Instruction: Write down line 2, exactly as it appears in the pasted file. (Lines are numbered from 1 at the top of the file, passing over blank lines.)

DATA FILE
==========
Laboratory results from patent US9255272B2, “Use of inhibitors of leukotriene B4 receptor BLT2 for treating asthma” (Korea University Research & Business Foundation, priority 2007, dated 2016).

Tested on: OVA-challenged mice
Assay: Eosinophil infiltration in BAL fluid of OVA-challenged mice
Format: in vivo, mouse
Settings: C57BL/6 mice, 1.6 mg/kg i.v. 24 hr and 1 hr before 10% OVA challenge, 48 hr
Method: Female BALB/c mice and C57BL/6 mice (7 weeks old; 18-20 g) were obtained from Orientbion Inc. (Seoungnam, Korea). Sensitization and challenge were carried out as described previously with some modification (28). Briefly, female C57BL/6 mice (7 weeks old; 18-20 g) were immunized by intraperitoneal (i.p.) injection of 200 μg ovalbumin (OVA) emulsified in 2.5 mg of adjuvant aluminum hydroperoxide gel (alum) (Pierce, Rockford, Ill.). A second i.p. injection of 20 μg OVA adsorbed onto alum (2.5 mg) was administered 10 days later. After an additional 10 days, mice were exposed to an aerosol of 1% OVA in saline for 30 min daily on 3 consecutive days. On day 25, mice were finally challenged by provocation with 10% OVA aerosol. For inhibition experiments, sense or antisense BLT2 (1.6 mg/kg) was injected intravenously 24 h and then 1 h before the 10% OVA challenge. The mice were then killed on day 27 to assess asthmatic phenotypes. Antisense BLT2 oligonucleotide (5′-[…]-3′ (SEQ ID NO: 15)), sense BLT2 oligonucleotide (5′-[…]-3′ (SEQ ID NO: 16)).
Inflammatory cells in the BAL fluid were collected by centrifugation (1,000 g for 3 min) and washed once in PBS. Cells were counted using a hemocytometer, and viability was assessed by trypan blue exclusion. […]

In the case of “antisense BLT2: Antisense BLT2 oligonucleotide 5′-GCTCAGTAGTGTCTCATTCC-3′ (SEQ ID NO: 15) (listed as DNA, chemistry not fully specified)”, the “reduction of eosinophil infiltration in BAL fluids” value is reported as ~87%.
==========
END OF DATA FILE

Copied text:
Tested on: OVA-challenged mice